Haitians will go to the polls on Sunday to elect a new President—a process that has been repeatedly delayed following allegations of fraud, and more recently last month’s Hurricane Matthew, which caused more than 1,000 deaths and widespread damage to the Caribbean nation.
CCTV’s Stephen Gibbs reports from Port-au- Prince.
Haiti electionsHaitians look ahead to presidential election.
Just over twelve hours remain before polls open in Port-au-Prince, and while there are some Haitians wondering if this election will yet be cancelled, it does still appear to be on.
But, across Port au Prince, the din of final election rallies is everywhere. One was for for Maryse Narcisse–a close ally of Haiti’s controversial and twice exiled former president Aristide.
This long-delayed vote has been a dizzying process, where there are now 27 candidates.
That is, at least, fewer than the 54 who put their names forward when this same election was last held in October 2015. The result of that election was later contested, and the re-run has been postponed three times.
Since February, a caretaker president, Jocelerme Privert, has ruled Haiti. In the last weeks, he has had to cope with the aftermath of the disastrous hurricane Matthew. In the small fishing village of Lully, just north of Port au Prince, the weak Haitian state barely touches the lives of people there, as it is a society accustomed to fending for itself.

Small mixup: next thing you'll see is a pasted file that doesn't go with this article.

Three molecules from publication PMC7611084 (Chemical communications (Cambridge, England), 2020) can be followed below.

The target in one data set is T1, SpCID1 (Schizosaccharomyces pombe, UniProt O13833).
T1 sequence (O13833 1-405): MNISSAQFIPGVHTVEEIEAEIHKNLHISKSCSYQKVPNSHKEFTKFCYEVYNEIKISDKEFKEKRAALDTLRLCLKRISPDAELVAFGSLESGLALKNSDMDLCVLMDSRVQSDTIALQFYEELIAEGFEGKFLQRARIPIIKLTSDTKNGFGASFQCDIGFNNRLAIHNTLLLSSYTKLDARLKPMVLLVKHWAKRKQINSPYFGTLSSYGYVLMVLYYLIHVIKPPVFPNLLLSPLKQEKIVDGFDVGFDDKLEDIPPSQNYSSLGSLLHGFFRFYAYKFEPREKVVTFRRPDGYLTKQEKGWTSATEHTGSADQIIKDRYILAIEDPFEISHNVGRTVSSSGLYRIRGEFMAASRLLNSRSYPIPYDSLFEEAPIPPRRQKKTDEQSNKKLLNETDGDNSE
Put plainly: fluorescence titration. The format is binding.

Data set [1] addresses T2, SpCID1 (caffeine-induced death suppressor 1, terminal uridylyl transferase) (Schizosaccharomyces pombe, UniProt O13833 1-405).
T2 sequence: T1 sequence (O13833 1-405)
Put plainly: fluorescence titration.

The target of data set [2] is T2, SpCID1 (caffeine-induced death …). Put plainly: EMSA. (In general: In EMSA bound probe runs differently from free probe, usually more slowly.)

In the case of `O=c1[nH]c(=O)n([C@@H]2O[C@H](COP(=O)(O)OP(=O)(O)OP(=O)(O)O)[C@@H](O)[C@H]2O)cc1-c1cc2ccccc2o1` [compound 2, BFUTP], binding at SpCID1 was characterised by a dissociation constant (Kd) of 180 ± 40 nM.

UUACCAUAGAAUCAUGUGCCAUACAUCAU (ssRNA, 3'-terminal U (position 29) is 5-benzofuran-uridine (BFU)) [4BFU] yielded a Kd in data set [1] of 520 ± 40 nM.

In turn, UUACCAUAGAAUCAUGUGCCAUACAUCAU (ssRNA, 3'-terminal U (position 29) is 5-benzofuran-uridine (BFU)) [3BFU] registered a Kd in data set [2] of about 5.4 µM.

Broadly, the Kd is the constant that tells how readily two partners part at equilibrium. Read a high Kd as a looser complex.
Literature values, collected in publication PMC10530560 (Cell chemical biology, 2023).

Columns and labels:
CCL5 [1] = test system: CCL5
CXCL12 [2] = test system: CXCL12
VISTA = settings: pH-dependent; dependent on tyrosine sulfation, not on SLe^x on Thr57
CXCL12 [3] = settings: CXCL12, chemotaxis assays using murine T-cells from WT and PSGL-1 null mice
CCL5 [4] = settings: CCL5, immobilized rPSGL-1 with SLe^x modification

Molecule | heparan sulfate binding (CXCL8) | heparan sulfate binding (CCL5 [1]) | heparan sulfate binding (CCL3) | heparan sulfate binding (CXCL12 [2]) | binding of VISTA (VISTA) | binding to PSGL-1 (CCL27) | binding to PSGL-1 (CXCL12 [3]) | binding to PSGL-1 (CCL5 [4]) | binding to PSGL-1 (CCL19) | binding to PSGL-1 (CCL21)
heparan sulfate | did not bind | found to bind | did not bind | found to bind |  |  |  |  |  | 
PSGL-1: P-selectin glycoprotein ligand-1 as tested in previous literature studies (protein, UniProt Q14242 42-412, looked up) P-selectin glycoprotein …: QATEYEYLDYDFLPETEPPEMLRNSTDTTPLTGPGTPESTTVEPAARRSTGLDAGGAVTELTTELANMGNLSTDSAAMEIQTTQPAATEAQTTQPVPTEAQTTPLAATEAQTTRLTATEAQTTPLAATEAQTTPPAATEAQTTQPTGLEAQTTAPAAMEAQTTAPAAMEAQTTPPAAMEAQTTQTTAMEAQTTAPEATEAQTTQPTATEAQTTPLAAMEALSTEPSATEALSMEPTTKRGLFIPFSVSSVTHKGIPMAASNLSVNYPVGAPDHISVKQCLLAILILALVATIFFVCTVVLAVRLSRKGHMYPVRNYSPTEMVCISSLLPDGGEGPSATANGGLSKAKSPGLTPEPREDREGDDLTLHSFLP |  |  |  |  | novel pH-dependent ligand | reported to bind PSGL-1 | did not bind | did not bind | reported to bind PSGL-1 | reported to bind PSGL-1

“I am going to vote because the country needs to change. But I personally don’t have a candidate yet,” said Enoch Laguerre, a Haitian Fisherman who is an undecided voter.
Laguerre’s main complaint is that the government has done nothing to help him recover from the hurricane, which swept away the main bedroom of his home. Seven people still live there.
“The recent hurricane has destroyed my house. And there have been no government officials that have come here to see what our needs are,” Laguerre said.
All the candidates have made promises that they can make a change there. One is saying he will bring about 100,000 new jobs in 100 days another that Haiti is on the brink of 12 percent growth.
Away from the frantic campaign trails, we found most Haitians weary of the broken pledges of politicians.